‘A profound, disturbing and compassionate account of the tragic lives of women migrant workers who live and suffer in our midst but are, to most of us, invisible…Once read there is no place for denial or complacency – they can be invisible no longer.’ – Helen Bamber OBE
In this chilling and vital exposé, Invisible, published by The Westbourne Press, on Monday, 15 April 2013, acclaimed investigative journalist, Hsiao-Hung Pai, the only writer in Britain who has truly penetrated the world of undocumented Chinese migrants, works undercover as a housekeeper in a number of brothels, and unveils the terrible reality of the British sex trade. Showing unparalleled insight into this unknown culture, this is essential reading for anyone interested in current affairs, the global trend of the feminisation of migration, the sex industry, and attitudes to women within the UK.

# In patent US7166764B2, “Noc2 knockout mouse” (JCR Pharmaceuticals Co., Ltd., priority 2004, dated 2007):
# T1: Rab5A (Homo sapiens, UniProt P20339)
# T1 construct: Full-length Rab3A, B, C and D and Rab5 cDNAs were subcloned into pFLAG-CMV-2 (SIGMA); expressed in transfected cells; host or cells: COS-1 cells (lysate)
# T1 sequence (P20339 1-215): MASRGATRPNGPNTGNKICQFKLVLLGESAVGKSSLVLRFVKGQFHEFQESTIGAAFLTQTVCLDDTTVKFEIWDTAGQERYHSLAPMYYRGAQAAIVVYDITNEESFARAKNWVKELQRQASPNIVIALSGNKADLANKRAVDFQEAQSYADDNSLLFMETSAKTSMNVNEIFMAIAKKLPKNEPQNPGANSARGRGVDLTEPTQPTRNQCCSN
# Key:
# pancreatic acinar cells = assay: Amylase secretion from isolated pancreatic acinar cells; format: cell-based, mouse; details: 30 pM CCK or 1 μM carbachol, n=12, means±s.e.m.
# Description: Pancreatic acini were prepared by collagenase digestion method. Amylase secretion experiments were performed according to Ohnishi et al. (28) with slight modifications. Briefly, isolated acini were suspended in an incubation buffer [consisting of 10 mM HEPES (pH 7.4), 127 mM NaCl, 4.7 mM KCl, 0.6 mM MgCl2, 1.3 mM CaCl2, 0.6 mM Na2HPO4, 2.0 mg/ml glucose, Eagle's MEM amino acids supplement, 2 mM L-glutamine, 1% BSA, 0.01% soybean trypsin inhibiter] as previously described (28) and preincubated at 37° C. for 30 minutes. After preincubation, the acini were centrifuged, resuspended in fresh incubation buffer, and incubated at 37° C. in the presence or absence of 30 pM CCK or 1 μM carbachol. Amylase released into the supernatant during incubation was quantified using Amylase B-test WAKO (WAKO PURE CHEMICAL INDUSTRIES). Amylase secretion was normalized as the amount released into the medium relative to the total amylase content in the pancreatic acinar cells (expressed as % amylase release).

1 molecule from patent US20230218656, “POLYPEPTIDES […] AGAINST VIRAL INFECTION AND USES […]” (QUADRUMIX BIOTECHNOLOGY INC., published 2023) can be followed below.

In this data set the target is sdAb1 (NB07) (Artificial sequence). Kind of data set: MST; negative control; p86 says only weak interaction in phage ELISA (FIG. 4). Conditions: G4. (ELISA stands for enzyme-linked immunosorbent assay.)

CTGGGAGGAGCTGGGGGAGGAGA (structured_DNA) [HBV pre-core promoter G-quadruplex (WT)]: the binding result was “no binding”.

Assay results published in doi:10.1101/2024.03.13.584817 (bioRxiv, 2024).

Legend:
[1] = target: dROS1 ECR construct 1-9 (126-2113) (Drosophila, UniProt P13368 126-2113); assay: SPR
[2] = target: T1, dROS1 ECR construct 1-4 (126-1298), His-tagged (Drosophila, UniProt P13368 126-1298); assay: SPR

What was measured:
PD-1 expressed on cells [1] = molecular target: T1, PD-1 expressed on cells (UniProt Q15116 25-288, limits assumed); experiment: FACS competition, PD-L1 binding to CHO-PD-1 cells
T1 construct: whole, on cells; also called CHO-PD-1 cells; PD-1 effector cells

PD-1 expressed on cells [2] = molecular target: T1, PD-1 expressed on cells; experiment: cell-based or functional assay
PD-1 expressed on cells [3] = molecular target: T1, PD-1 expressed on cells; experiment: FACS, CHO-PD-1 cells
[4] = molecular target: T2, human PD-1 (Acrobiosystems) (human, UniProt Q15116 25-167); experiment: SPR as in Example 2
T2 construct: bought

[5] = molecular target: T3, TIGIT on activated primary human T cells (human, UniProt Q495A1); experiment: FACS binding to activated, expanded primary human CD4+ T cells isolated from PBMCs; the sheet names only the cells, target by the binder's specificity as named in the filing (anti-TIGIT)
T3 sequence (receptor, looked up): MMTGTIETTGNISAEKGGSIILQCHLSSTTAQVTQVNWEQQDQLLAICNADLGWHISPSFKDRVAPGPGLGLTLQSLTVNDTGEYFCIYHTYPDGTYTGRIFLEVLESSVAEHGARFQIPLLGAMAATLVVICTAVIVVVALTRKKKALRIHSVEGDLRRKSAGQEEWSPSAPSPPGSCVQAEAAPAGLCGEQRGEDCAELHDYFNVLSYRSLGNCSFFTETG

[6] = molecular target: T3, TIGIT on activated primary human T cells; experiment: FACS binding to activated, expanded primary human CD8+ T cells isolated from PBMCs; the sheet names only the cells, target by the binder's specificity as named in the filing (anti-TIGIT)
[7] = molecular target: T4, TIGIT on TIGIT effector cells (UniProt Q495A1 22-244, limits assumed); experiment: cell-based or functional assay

Workers are trapped and controlled – the lack of freedom this invisible strait of society suffers is shocking and scandalous, at odds with contemporary conceptions of Britain in the twenty-first century – and they are spread across the country, from leafy St. Johns Wood in London, to Burnley in Lancashire. With compassion and insight, Hsiao-Hung Pai uncovers the difficult truth in this remarkable title, as she puts herself at risk to reveal the plight of anonymous women, and the world they inhabit on the margins.
A feature-length documentary based on Invisible, directed by Nick Broomfield, will be screened on Channel 4 later this year, entitled, Sex My British Job.